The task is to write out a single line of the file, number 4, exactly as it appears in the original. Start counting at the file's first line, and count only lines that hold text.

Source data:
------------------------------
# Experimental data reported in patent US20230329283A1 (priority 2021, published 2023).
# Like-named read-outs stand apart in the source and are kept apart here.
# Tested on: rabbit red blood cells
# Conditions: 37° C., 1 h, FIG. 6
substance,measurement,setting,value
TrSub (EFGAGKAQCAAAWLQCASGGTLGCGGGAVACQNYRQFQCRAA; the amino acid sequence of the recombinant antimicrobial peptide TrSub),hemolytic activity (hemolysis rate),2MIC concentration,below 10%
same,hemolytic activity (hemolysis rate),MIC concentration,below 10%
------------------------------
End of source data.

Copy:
# Conditions: 37° C., 1 h, FIG. 6